FreeStyle Libre obtains national reimbursement in UK for people with type 1 and type 2 diabetes using insulin; major win in tough reimbursement market – September 13, 2017

Abbott just announced that FreeStyle Libre will be reimbursed across England and Wales, NHS Scotland, and the Health and Social Care in Northern Ireland for people with type 1 and type 2 diabetes using insulin – a tremendous cost-effectiveness victory in one of the toughest reimbursement markets in the world. The policy goes into effect on November 1, though local economy approval through UK Clinical Commission Groups (CCGs) will ultimately determine availability and specific criteria. As we would expect, those desiring reimbursement will now need an HCP prescription for FreeStyle Libre, though presumably the previous direct-to-consumer model (online credit card, no prescription) will still be available too. Abbott confirmed that this decision is separate from UK NICE’s 2015 clinical guidelines, which recommended CGM for the first time in certain adults and children with type 1 diabetes – Libre’s coverage is much broader than those criteria, as it now includes people with type 2 diabetes on insulin (and there aren’t currently caveats for NHS documentation). Abbott has been working with NHS since 2014 to secure FreeStyle Libre coverage, and we’d guess Diabetes UK’s major petition effort helped accelerate this excellent news. The charity celebrated on twitter today (“We #MadeItHappen”), and this is a great example of grassroots patient advocacy driving real access alongside industry efforts. Of course, Abbott also has REPLACE and IMPACT and real-world data to make its case, along with the cost-effectiveness argument of eliminating fingersticks. Diabetes UK notes here that the “Fight for Flash” isn’t over – local NHS decision makers will ultimately determine criteria in their regions. We hope they get the message! This coverage will really expand access to FreeStyle Libre, as there are an estimated >500,000 insulin users in the UK. Kudos to Abbott for driving so much expanded access so quickly – FreeStyle Libre has partial or full reimbursement in 17 countries now, including wins in Japan (August) and France (May) in recent months. The sensor is now available in 41 countries (+1 since August), and the global user base remains at “more than 300,000 people.”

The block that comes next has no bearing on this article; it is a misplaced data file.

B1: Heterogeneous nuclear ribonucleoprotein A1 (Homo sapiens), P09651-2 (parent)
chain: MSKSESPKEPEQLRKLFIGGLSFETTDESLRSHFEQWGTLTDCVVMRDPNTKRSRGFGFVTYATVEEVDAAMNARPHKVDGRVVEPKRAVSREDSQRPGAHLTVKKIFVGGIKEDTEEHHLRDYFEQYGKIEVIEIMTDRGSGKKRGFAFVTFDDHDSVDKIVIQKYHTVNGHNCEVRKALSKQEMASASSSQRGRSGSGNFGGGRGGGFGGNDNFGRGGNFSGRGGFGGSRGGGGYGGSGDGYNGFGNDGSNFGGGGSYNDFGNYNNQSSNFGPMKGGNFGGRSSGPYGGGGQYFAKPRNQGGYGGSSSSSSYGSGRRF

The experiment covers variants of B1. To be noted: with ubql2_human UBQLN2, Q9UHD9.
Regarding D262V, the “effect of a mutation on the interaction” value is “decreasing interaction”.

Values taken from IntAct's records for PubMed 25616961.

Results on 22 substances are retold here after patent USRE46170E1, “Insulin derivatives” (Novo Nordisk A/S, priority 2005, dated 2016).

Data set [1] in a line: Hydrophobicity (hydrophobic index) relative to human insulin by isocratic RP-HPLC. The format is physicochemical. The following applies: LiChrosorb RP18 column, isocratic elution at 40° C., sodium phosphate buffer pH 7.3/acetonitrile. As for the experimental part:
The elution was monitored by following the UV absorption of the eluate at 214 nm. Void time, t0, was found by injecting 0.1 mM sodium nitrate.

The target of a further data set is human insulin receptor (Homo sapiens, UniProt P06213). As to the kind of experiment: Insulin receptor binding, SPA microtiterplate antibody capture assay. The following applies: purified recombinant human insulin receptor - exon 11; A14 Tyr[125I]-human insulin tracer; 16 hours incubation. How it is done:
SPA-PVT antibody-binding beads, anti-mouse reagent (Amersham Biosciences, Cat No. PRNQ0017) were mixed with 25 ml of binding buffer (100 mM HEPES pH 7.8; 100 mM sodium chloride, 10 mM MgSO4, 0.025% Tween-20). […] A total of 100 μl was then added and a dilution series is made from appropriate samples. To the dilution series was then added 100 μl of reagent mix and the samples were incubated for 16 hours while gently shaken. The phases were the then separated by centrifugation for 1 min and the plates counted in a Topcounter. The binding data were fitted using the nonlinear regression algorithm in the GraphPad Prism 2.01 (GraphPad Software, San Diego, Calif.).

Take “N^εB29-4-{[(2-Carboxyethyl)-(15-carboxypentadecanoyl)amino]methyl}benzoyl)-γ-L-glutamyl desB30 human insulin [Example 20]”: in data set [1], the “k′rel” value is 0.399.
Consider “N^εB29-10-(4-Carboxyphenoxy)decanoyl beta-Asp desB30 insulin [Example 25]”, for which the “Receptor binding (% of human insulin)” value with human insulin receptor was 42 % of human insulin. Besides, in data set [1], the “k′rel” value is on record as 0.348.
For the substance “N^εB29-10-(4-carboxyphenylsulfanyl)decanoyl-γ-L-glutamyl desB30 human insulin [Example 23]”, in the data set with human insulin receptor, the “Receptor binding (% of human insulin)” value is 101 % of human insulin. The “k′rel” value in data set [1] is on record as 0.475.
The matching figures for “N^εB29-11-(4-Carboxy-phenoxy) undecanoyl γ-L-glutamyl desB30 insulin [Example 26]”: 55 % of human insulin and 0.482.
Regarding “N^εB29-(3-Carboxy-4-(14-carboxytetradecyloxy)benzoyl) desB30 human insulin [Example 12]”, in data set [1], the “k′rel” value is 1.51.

• There are still some coverage questions we’re not sure about: Do patients get a BGM strip allowance on top of FreeStyle Libre, or is it either/or (we hope the former)? What sort of documentation will be needed to obtain reimbursement? How much risk is there that local authorities make coverage criteria difficult?
  • FreeStyle Libre remains under FDA review following submission one year ago in 3Q16. As of Abbott’s 2Q17 earnings call, there were no updates on timing, but the last guidance in 4Q16 predicted a fast-approaching 2H17 approval.
    • The string of national reimbursement decisions presumably bodes well for payer coverage in the US. US private payers tend to be more generous than national governments, so we expect very strong reimbursement out of the gate for Abbott here in the US, once approved.
  • Dexcom CGM is similarly available in 41 countries, according to its global website, though we’re not sure how many have full/partial reimbursement. As of 1Q17, Dexcom continued to work with France and the UK on national reimbursement, with an update expected in the next 6-12 months. The necessary paperwork has been filed, though these processes seem very difficult to predict. Abbott is notably ahead on this front.


FreeStyle Libre Reimbursement Details


National NHS reimbursement announced in September, starting on November 1. Regional specifics depend on local economy approval.


Full (National reimbursement)


Full (National reimbursement)


Full (national reimbursement)


Full (national reimbursement)


Full (national reimbursement)


Full (national reimbursement)


Full (national reimbursement)


~100% of all MDIs covered; reimbursed by all regions


>70% of people with diabetes covered by a number of large, public sick funds (health insurance companies)


“Several regions” have agreed to make FreeStyle Libre available to people with diabetes

Middle East

A couple countries are covered in the Middle East


Reimbursement available through private plans


All eligible insulin-using patients have access via municipalities (primary care) or hospitals (secondary care)

South Africa

Not specified


-- by Brian Levine, Adam Brown, and Kelly Close